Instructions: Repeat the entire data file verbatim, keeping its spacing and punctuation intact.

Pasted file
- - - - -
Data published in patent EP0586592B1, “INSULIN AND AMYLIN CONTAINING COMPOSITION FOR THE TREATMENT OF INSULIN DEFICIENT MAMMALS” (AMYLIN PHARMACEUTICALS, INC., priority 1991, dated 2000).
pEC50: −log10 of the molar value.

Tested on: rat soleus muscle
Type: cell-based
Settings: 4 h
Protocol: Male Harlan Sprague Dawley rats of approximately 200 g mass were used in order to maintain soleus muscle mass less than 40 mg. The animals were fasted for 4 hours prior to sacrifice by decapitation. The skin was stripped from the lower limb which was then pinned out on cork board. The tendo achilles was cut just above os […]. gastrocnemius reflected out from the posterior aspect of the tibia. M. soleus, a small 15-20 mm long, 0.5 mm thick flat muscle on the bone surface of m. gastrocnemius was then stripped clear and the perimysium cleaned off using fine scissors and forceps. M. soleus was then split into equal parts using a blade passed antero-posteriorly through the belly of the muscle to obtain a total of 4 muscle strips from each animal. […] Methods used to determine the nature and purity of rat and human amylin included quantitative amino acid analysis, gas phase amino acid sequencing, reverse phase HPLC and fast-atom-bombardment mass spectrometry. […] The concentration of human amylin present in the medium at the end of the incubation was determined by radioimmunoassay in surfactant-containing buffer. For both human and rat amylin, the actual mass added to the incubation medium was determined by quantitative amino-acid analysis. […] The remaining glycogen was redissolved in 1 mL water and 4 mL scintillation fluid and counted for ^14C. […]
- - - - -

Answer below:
Data published in patent EP0586592B1, “INSULIN AND AMYLIN CONTAINING COMPOSITION FOR THE TREATMENT OF INSULIN DEFICIENT MAMMALS” (AMYLIN PHARMACEUTICALS, INC., priority 1991, dated 2000).
pEC50: −log10 of the molar value.

Tested on: rat soleus muscle
Type: cell-based
Settings: 4 h
Protocol: Male Harlan Sprague Dawley rats of approximately 200 g mass were used in order to maintain soleus muscle mass less than 40 mg. The animals were fasted for 4 hours prior to sacrifice by decapitation. The skin was stripped from the lower limb which was then pinned out on cork board. The tendo achilles was cut just above os […]. gastrocnemius reflected out from the posterior aspect of the tibia. M. soleus, a small 15-20 mm long, 0.5 mm thick flat muscle on the bone surface of m. gastrocnemius was then stripped clear and the perimysium cleaned off using fine scissors and forceps. M. soleus was then split into equal parts using a blade passed antero-posteriorly through the belly of the muscle to obtain a total of 4 muscle strips from each animal. […] Methods used to determine the nature and purity of rat and human amylin included quantitative amino acid analysis, gas phase amino acid sequencing, reverse phase HPLC and fast-atom-bombardment mass spectrometry. […] The concentration of human amylin present in the medium at the end of the incubation was determined by radioimmunoassay in surfactant-containing buffer. For both human and rat amylin, the actual mass added to the incubation medium was determined by quantitative amino-acid analysis. […] The remaining glycogen was redissolved in 1 mL water and 4 mL scintillation fluid and counted for ^14C. […]